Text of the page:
The RS-Ophiuchi white dwarf turns out to be one of the most efficient particle accelerators in the universe. A team led by Alison Mitchell of the University of Erlangen-Nuremberg also determined that a new remnant supernova is accelerating protons and heavier atomic nuclei to their highest theoretically possible energies. The high-energy radiations emitted by novas, combined with computer models, show that the particles accelerated by the explosion have energies hundreds of times higher than in previous novas, The team reports in “Science”.. The finding highlights why some novae emit gamma rays and suggests that such frequent supernovae are an important source of high-energy cosmic rays.
RS-Ophiuchi is part of a binary star system whose components orbit each other at a distance between the Earth and the Sun. The compact white dwarf constantly pulls material from its partner and accumulates on its surface. If this mass exceeds a critical limit, nuclear fusion ignites and causes a thermonuclear explosion on the surface of the white dwarf. A total of nine such explosions have occurred since 1898. The last supernova was observed in August 2021 by the Namibian High Energy Stereoscopic System (HESS) Gamma Ray Telescope and the Fermi satellite.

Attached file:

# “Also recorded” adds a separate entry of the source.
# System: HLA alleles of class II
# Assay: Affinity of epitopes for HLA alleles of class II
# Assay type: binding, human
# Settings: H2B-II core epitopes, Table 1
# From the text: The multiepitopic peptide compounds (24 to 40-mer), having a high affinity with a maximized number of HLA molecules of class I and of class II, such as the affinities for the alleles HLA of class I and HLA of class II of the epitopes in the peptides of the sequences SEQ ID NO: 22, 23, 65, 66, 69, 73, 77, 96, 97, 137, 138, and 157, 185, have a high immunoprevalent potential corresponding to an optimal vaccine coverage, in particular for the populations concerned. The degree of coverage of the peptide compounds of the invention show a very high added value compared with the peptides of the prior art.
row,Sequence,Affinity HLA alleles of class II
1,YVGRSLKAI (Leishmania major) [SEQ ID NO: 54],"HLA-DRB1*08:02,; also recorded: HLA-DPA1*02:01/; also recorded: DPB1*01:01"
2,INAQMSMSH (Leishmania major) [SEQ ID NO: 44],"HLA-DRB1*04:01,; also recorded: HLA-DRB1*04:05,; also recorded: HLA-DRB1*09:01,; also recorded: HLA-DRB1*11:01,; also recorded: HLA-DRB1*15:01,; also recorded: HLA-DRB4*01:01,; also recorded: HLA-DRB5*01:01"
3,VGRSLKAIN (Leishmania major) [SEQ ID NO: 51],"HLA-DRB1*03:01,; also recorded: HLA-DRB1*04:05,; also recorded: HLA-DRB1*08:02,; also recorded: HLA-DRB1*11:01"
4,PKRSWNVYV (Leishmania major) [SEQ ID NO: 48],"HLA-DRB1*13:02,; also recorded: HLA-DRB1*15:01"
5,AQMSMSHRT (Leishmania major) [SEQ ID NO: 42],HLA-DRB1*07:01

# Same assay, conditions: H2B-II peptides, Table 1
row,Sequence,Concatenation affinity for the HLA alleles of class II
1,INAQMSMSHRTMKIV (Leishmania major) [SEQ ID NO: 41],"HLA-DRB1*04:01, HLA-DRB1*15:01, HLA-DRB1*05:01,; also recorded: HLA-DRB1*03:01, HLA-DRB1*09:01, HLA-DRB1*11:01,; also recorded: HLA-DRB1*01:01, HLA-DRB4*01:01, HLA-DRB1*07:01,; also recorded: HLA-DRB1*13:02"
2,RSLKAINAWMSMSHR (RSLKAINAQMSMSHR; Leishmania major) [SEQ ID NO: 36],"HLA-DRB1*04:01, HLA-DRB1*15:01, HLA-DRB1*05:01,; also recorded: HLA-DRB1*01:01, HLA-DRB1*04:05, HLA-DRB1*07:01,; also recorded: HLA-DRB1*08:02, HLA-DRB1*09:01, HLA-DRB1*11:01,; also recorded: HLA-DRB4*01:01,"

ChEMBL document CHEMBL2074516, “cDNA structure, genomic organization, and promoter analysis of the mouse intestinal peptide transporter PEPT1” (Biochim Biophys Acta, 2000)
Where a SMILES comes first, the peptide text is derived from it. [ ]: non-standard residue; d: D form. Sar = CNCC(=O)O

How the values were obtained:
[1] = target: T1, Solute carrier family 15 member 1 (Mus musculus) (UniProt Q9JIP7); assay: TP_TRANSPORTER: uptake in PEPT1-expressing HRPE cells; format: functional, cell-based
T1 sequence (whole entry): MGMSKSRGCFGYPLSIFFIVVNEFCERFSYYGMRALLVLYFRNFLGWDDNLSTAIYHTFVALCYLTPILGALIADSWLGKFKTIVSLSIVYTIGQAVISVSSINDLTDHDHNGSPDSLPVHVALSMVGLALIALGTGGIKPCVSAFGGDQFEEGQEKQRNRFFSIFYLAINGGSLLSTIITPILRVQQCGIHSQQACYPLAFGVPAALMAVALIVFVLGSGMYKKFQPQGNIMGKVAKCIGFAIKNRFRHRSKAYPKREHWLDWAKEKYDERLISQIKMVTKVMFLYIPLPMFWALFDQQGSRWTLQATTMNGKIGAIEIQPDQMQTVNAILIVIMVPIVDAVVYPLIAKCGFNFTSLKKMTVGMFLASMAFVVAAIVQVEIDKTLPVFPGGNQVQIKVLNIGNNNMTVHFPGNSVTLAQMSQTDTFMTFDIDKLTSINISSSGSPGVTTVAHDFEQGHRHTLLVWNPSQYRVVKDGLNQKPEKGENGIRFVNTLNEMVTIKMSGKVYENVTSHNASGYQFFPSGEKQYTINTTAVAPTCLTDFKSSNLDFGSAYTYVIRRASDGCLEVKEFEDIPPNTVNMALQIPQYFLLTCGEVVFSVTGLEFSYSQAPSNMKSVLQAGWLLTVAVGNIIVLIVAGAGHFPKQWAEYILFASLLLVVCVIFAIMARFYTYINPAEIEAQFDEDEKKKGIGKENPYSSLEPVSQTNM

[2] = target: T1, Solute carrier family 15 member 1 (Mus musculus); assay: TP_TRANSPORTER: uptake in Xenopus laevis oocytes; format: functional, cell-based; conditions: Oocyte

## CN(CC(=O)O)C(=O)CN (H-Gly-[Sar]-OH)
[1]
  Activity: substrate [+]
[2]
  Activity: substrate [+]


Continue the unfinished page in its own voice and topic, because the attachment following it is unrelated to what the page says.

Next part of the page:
In the case of supernovae, high-energy gamma rays are also produced by a mechanism that has only been partially elucidated so far. According to the HESS Nova program, managed by Mitchell, Monitor Nova’s workgroup for a month Revealing changes in light curves. The intensity of radiation decreases with time, while at the same time the spectrum expands. Experts interpret this as an indication of the mechanism of origin of the radiation recorded by the two telescopes: accordingly, the shock wave from the explosion accelerates the particles to huge energies. The force of the explosion seems to increase in the first two days, Because the intensity of higher energy gamma rays continues to increase during this periodbefore it starts to back off.
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